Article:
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I want to find the first use of the phrase "smash-and-grab capitalism." (I want to use the expression but I want to make sure I am not unwittingly quoting Ronald Reagan.)

I have googled "origin 'smash and grab capitalism'" and similar phrases, but this comes up with current usages of the phrase, and I'm not really sure as to how to improve the search. I also tried to make a google ngram but both smash-and-grab capitalism and smash and grab capitalism seem to give zero usages, strangely.

Also, since it is a phrase, a dictionary doesn't seem very helpful.

Does anyone know the origin of this expression? If you can advice as to how I can improve my searches to help myself, then that would be great too.

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Is this a bad question? Have I missed the point of this site? My apologies if I have :( –  Tom Aug 9 '11 at 19:14
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The question title is completely wrong. We are not a search engine tips service. (I'm not the downvoter by the way.) You can improve your question by making the title more relevant and by making the body show not how you've tried but what you've found and what you think. –  Matt Эллен Aug 9 '11 at 19:24
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@Matt fair enough, edited –  Tom Aug 9 '11 at 19:36
    
Usage example? "Smash-and-grab Capitalism is popular among banksters." ;-) –  Randolf Richardson Aug 9 '11 at 19:46
    
@Tom - I dont think you have to worry much about it being a Reagan quote. This is clearly a left wing coinage. I would suspect french origin... –  Chad Aug 9 '11 at 20:53

1 Answer 1

up vote 1 down vote accepted

There are several hits in Google Books (it is possible to order and filter them by date, which helps). The full texts of the earliest hits are not available, so it is hard to see the full context, but some snippets show up in the search. We have, for example:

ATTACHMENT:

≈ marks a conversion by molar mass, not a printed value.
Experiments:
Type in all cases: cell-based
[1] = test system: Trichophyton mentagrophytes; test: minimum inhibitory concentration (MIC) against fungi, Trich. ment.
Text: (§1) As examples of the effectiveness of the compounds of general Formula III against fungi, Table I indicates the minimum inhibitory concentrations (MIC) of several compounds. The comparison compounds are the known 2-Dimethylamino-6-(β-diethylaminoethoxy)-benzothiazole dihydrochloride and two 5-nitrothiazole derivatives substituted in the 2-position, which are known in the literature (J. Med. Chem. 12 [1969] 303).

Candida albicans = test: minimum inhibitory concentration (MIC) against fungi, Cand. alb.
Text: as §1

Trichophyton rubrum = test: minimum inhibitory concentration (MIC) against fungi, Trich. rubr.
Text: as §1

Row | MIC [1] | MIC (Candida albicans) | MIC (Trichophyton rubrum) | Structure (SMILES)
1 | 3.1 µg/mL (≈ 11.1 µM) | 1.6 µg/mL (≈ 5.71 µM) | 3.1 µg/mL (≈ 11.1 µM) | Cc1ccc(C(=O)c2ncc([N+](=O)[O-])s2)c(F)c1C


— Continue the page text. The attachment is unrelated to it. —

When you say that a planned capitalism as a cure for the world crisis is so essentially contradictory that it will prove impossible as a lasting solution, I should wholly agree with you if you are referring to the smash-and-grab capitalism of the nineteenth century.

from The British Empire: its structure and its problems (Johannes Stoye, 1936); this is a translation by William T. Payne from the German original Das britische Weltreich: sein Gefüge und seine Probleme (1935). The original has just "den wilden Kapitalismus" ("wild capitalism") so it is the translator who introduced the more colourful phrase here.

A 1935 magazine article in The Adelphi has

Three hundred years of smash and grab capitalism have not made them capitalists or even bourgeois-minded or steeped in bourgeois morality, because they have never had any bourgeois teaching, only slave teaching.

Earlier uses of "smash and grab" seem to be talking about the actual crime act. There are some metaphorical uses, but not specifically about capitalism. The 1933 book Charles Lamb and his contemporaries by Edmund Blunden (cited under "smash and grab" in the Oxford English Dictionary) includes the phrase

... a literature of the smash-and-grab type or the semi-scientific seems to have some chance of superseding the thorough, persuasive, modulated and interwoven style ...

and from a 1931 debate in the UK Parliament, I found

... there are certain hon. Gentlemen who have been elected as supporters of the National Government and who stand less for a policy of give and take than for a policy of smash and grab.

In summary, the full phrase "smash and grab capitalism" does not seem to predate Reagan himself (born 1911), though it does not look like it was Reagan who originated it. Rather, these uses from the 1930s are from the other side of the pond, and are used with reference to the smash and grab burglaries that were becoming notorious at that time.

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